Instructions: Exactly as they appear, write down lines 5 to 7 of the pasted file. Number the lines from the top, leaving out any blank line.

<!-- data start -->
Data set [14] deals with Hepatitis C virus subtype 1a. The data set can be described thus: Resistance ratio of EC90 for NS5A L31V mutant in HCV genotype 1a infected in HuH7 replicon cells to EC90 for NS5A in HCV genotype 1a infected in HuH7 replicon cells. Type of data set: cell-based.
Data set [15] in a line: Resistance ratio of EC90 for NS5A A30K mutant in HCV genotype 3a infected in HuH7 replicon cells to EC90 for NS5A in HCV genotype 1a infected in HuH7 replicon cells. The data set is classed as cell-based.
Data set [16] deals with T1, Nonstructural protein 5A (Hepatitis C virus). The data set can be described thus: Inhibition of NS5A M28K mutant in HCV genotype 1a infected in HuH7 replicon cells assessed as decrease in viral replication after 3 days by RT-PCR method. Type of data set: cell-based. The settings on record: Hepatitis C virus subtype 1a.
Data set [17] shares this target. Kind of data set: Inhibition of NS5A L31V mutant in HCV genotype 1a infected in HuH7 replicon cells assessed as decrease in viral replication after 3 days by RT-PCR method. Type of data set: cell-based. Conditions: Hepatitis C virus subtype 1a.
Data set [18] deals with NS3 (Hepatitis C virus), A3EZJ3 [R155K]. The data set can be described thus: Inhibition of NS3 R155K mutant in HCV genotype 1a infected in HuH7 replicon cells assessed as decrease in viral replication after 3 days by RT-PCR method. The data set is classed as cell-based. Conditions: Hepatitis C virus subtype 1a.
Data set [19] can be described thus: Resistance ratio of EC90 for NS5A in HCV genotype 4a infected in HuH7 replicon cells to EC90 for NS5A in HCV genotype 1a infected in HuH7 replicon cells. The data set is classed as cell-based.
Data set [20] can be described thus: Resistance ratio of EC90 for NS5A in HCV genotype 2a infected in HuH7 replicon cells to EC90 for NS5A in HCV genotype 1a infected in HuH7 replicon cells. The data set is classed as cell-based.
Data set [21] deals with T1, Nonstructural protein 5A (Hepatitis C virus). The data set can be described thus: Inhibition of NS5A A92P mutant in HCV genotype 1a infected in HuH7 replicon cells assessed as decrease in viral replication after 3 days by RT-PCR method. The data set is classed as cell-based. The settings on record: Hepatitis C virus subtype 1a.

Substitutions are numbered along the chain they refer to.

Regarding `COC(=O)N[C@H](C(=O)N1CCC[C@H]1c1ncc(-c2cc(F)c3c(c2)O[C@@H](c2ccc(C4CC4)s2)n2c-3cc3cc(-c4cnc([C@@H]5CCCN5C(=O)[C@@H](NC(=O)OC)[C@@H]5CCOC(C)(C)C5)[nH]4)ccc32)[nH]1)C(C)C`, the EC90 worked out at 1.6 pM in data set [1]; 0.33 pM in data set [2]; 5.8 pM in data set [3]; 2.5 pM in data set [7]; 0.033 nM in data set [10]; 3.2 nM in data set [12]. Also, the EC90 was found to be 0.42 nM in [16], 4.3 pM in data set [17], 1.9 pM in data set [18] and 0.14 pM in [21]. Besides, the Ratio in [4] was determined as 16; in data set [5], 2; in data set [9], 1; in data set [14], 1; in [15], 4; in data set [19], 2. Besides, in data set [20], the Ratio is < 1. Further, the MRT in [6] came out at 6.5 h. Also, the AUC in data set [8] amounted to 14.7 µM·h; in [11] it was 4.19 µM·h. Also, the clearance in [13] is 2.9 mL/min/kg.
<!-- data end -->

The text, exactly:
Data set [18] deals with NS3 (Hepatitis C virus), A3EZJ3 [R155K]. The data set can be described thus: Inhibition of NS3 R155K mutant in HCV genotype 1a infected in HuH7 replicon cells assessed as decrease in viral replication after 3 days by RT-PCR method. The data set is classed as cell-based. Conditions: Hepatitis C virus subtype 1a.
Data set [19] can be described thus: Resistance ratio of EC90 for NS5A in HCV genotype 4a infected in HuH7 replicon cells to EC90 for NS5A in HCV genotype 1a infected in HuH7 replicon cells. The data set is classed as cell-based.
Data set [20] can be described thus: Resistance ratio of EC90 for NS5A in HCV genotype 2a infected in HuH7 replicon cells to EC90 for NS5A in HCV genotype 1a infected in HuH7 replicon cells. The data set is classed as cell-based.